Regulation in vascularity after extracorporeal shock wave therapy in individuals with proximal plantar fasciitis

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Regulation in vascularity after extracorporeal shock wave therapy in individuals with proximal plantar fasciitis

 

Author: Chen, Hongying
Title: Regulation in vascularity after extracorporeal shock wave therapy in individuals with proximal plantar fasciitis
Degree: Ph.D.
Year: 2012
Subject: Hong Kong Polytechnic University -- Dissertations
Heel bone -- Wounds and injuries -- Treatment.
Extracorporeal shock wave therapy.
Pain -- Treatment.
Department: Dept. of Rehabilitation Sciences
Pages: xxiv, 226 leaves : ill. (some col.) ; 30 cm.
Language: English
InnoPac Record: http://library.polyu.edu.hk/record=b2530149
URI: http://theses.lib.polyu.edu.hk/handle/200/6744
Abstract: Plantar fasciitis is one of the most common causes of heel pain, but its etiology and pathogenesis are unclear. Vascular disturbance with consequent metabolic impairment is thought to play an important role. Vascular changes have been observed in patients with plantar fasciitis and modulation in vascularity is detected in individuals with tendinopathy after extracorporeal shock wave therapy (ESWT). ESWT has been approved by the Food and Drug Administration (FDA) of the Unites States in 2000 for treating patients with plantar fasciitis and gives evident pain reduction when the treatment was delivered at low to medium intensity at weekly basis for multi-sessions. If treatment should be prescribed based on the stage of the disease, vascularization could be one of the determining factors in delineating a treatment protocol. In order to have a better understanding of the treatment's efficacy, biological effects studies need to be assessed in the short and long term after treatment. Such information would enhance our understanding of the ESWT-induced biological changes in vascularization and form a scientific basis for ESWT's clinical application. This project consisted of 5 inter-related studies. The first study (Chapter 2) aimed to establish a reliable measure to quantify the vascularity of the plantar fascia as well as delineate the minimum detectable changes and cut-off point for identifying individuals with and without unusual vascularization. Study 2 (Chapter 3) explored vascularization and fascia thickness in patients diagnosed with plantar fasciitis and able-bodied controls. The study also explored relationships between the duration of the disorder with vascularity and fascia thickness. In study 3 (Chapter 4), regulation in vascularity was assessed in patients with plantar fasciitis after 3 or 6 sessions of ESWT and compared with patients with no intervention. The influence of pre-intervention vascularization on treatment planning was explored in study 4 (Chapter 5). Patients with duration of symptoms less than 12 months were followed up 3 and 6 months after the application of ESWT. Factors affecting treatment success were investigated and reported in study 5(Chapter 6). Aside from vascularization and fascia thickness, the outcome measures included self-perceived pain and foot function.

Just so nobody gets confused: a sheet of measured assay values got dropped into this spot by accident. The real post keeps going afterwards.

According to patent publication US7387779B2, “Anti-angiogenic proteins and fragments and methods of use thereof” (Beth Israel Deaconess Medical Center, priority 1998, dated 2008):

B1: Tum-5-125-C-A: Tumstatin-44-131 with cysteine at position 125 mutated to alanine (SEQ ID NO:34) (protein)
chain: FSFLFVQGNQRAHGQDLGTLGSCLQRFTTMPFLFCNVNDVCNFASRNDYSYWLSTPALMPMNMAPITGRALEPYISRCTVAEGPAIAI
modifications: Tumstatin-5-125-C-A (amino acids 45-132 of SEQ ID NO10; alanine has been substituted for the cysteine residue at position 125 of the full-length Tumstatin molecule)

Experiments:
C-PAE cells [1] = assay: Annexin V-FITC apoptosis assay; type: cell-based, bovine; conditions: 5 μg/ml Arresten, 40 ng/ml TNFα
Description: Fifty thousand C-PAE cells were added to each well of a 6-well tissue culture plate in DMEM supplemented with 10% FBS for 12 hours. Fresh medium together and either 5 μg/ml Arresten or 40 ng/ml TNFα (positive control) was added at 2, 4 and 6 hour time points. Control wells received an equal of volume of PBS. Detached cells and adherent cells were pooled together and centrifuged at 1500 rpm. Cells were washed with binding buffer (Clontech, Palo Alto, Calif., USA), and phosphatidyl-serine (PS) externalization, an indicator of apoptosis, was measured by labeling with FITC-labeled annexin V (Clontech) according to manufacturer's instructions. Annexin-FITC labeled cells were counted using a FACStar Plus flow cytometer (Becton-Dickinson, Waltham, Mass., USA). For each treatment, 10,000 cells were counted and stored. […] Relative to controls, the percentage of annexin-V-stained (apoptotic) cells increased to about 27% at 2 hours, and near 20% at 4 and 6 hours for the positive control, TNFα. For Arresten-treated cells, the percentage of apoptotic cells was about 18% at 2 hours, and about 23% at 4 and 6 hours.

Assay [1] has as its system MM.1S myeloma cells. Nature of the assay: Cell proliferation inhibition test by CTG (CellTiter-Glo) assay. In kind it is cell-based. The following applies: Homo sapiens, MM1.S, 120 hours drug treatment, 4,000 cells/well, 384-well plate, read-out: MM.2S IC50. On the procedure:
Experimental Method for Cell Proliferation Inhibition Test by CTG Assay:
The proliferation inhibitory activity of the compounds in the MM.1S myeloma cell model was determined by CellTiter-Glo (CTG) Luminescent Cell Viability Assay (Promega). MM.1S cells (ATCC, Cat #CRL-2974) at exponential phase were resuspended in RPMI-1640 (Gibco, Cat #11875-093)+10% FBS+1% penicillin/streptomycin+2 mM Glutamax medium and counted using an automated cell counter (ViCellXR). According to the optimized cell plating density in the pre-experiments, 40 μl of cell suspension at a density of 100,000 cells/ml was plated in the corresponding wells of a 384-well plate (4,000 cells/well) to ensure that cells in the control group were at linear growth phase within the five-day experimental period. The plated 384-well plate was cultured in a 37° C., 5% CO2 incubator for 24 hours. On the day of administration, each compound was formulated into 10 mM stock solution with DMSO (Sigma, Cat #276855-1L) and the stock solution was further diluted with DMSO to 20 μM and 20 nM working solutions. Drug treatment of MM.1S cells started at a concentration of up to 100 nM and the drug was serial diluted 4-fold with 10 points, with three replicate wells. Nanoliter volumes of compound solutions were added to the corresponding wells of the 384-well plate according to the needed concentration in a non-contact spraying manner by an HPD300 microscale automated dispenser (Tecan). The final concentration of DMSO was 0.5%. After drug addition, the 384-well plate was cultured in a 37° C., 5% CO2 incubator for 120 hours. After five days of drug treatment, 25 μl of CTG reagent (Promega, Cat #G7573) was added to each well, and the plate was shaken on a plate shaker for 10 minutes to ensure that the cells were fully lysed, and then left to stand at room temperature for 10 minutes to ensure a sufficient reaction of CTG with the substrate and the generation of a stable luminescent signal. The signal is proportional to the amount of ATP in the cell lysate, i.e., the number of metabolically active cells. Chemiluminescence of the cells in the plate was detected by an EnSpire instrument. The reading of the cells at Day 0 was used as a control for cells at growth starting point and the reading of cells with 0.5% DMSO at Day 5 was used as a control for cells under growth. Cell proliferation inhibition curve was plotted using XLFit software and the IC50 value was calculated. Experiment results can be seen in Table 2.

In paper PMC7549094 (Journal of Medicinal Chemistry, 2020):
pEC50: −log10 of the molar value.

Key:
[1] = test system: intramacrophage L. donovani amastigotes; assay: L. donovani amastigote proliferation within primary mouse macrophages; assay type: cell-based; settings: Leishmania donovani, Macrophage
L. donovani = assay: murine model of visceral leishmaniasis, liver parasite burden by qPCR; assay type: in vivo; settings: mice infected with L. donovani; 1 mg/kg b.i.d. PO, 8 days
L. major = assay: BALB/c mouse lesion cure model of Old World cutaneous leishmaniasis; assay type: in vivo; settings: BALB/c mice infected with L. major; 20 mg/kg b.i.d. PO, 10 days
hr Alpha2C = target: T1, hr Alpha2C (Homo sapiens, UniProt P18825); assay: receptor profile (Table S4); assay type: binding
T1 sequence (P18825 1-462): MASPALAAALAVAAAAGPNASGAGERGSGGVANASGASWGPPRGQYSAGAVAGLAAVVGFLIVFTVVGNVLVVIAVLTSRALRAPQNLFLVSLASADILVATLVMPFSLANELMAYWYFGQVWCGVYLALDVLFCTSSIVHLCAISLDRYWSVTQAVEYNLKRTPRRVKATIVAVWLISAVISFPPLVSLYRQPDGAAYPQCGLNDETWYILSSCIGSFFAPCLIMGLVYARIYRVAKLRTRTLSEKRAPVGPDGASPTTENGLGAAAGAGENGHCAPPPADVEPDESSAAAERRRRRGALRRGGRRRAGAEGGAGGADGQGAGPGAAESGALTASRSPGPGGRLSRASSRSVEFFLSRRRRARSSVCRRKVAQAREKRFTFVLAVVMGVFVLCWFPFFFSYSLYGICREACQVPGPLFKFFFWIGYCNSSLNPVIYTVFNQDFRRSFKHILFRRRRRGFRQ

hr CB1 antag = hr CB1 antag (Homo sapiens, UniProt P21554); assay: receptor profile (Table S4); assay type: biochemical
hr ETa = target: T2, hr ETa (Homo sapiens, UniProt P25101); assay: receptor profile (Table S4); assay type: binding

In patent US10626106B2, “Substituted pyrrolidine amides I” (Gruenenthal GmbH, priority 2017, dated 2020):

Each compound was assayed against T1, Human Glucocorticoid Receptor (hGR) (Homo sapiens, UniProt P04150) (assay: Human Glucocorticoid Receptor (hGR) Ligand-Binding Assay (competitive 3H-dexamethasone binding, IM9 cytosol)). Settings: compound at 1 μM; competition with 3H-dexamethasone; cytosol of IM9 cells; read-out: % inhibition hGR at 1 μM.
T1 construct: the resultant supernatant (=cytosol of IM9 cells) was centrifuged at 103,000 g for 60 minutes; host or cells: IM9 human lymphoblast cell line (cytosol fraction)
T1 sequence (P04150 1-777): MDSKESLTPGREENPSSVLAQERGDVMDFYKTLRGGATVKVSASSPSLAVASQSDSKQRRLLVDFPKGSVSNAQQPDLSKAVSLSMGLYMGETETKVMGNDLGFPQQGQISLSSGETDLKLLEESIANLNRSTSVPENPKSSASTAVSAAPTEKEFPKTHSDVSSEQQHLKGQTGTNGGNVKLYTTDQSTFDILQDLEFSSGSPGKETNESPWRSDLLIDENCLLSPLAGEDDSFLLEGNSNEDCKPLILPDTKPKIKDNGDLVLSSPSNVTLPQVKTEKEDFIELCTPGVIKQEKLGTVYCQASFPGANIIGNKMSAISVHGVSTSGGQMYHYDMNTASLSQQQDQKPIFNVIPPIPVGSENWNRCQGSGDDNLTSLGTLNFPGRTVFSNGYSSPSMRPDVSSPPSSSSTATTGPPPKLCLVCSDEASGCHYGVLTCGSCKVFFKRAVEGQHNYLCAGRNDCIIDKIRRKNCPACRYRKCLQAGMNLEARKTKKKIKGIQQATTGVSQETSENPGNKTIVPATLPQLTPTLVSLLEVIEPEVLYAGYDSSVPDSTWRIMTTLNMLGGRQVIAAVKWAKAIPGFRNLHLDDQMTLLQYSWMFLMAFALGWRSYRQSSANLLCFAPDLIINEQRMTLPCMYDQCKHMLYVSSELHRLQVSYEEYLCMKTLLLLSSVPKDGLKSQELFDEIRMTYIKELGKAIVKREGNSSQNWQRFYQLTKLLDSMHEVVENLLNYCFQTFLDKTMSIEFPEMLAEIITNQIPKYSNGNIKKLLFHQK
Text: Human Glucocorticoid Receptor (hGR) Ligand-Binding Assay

Based on Power Doppler Ultrasonography, a quantitative vascularity index (VI) was defined which correlated well with Newman's grading scale. It provided a minimum detectable difference of 0.68% in vascularity. In addition, vascular index of 2.60% was shown to differentiate patients with and without morderate to severe vascularization. Vascularization and thickened plantar fascia were evident in the patient group. In patients with symptoms lasting less than 12 months, vascularity index was shown to be positively correlated with pain and foot function. Minimal vascularity was observed in subjects with symptoms lasting beyond 12 months. The plantar fascia in these patients had similar thickness as those with symptoms less than 12 months. Immediate after ESWT, regulation in vascularity was observed in 60% of the patients studied. The direction of change was shown to depend on the treatment dosage and baseline vascularization. Down-regulation in vascularity was observed in vascularized patients (with VI >2.6%) after 6 sessions of ESWT. Vascularity was up-regulated in non-vascularized patients after receiving either 3 or 6 sessions of ESWT. A VI score >1.55% at baseline was a strong predictor of unsuccessful recovery with only 3 sessions of ESWT, but 62.50% of patients with a baseline VI score <3.25% recovered successfully after 6 sessions of ESWT. No patients could be treated successfully if their pre-intervention VIs were beyond 3.25%. Regression of vascularity was continued to 6 months post intervention, and 91.67% patients with excellent treatment results had normal vascularity. Fascia thinning was evident after 3 months, and about 50% of the patients had regained normal fascia thickness by 6 months post intervention. Our findings thus indicate that 6 sessions of treatment were more effective for patients with greater vascularization. The above findings lead to 3 main conclusions. 1) Patients with plantar fasciitis for more than 3 months (9.21+ 6.44 months) show increased vascularity in the affected fascia. ESWT can modify the vascularity in 60% of patients, but the direction of regulation depends on the baseline vascularization and the number of treatment sessions. 2) Individuals with increased vascularization could not reach a satisfactory result after only 3 sessions of ESWT; 6 sessions of ESWT could improve about 60% of vascularized patients at 1 month follow-up. 3) The regression of vascularity after ESWT continues to 6 months post-intervention. This could be related to natural history as well as treatment effects from the shock wave. Regression analysis indicated that patients' baseline vascularization together with treatment protocol are two factors that affect treatment effectiveness in terms of pain reduction.

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